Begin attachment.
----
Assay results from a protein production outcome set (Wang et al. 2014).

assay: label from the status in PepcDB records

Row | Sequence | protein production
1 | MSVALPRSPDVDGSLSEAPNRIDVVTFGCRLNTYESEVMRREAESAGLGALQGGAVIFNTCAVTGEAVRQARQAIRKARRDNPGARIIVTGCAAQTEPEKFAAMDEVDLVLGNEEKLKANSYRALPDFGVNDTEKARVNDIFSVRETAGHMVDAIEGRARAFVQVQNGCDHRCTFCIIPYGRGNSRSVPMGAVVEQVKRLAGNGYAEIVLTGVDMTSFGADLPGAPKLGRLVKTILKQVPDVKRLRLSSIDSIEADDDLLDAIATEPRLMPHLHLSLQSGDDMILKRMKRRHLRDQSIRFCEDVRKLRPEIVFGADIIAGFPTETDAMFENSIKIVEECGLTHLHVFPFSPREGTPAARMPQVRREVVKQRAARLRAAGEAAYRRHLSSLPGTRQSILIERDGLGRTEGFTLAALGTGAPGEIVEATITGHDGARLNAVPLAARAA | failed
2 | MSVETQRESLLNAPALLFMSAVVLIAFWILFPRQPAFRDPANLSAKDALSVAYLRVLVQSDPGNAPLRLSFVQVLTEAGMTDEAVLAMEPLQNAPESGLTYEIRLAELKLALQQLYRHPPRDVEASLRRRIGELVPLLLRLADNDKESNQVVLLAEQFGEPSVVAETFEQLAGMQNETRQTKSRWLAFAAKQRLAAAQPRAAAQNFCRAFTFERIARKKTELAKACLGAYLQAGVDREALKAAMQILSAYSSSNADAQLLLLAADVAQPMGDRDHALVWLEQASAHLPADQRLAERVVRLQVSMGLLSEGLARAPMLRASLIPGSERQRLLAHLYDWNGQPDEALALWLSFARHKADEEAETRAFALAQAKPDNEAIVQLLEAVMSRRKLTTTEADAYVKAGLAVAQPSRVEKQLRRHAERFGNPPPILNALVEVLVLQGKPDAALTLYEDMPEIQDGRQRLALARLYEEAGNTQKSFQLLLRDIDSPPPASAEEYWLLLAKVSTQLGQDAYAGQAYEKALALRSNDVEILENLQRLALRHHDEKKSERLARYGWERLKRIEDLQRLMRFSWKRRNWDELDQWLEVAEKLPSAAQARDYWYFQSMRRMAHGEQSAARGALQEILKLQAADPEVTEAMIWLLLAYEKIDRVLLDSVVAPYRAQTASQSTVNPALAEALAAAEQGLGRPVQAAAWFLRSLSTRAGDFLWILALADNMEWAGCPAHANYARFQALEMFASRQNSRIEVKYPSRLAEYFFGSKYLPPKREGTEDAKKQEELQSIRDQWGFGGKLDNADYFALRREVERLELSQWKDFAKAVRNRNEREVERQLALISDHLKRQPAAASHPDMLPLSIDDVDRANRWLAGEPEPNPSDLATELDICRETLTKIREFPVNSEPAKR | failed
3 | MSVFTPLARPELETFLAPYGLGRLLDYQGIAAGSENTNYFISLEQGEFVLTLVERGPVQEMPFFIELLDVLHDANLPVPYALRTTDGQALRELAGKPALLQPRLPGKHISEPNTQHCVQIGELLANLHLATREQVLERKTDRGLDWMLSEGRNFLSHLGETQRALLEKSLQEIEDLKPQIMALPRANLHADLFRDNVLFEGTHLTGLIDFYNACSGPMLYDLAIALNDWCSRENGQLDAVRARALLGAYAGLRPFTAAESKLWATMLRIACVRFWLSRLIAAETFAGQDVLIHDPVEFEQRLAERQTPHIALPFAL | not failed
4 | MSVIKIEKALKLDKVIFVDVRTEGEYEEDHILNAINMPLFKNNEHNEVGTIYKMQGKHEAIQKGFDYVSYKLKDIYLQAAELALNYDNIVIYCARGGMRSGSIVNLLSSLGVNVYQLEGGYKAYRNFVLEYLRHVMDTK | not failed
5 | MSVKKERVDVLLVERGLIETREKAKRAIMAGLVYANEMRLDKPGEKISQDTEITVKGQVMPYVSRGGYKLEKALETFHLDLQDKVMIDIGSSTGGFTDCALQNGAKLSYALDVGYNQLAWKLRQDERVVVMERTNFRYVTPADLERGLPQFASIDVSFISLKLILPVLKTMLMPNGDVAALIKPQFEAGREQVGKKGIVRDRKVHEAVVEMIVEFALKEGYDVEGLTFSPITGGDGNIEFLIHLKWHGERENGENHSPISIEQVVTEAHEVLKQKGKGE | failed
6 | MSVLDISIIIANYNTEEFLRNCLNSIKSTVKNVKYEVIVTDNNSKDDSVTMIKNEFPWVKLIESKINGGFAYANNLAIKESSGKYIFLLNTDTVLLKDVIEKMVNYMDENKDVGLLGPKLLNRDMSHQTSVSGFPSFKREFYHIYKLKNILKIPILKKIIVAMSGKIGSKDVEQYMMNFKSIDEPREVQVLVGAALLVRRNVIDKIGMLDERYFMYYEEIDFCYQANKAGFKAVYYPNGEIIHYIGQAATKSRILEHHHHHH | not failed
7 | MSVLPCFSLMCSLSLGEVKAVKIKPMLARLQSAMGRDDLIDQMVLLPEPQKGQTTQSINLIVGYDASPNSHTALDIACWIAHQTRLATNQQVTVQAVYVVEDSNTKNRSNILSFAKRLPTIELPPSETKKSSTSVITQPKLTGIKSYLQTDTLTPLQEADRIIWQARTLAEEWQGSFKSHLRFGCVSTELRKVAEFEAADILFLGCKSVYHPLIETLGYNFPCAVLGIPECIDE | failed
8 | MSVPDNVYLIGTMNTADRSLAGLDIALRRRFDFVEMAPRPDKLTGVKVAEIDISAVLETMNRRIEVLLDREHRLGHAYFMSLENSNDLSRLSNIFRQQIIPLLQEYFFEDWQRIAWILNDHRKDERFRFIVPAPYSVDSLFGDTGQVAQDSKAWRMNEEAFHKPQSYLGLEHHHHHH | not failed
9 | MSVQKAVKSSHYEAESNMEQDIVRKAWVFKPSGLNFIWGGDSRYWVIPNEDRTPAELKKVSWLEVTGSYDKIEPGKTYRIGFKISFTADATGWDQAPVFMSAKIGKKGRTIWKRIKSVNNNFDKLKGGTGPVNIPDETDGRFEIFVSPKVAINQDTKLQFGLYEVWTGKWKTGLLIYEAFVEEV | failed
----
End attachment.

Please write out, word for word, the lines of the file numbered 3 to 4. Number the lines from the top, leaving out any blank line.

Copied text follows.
Row | Sequence | protein production
1 | MSVALPRSPDVDGSLSEAPNRIDVVTFGCRLNTYESEVMRREAESAGLGALQGGAVIFNTCAVTGEAVRQARQAIRKARRDNPGARIIVTGCAAQTEPEKFAAMDEVDLVLGNEEKLKANSYRALPDFGVNDTEKARVNDIFSVRETAGHMVDAIEGRARAFVQVQNGCDHRCTFCIIPYGRGNSRSVPMGAVVEQVKRLAGNGYAEIVLTGVDMTSFGADLPGAPKLGRLVKTILKQVPDVKRLRLSSIDSIEADDDLLDAIATEPRLMPHLHLSLQSGDDMILKRMKRRHLRDQSIRFCEDVRKLRPEIVFGADIIAGFPTETDAMFENSIKIVEECGLTHLHVFPFSPREGTPAARMPQVRREVVKQRAARLRAAGEAAYRRHLSSLPGTRQSILIERDGLGRTEGFTLAALGTGAPGEIVEATITGHDGARLNAVPLAARAA | failed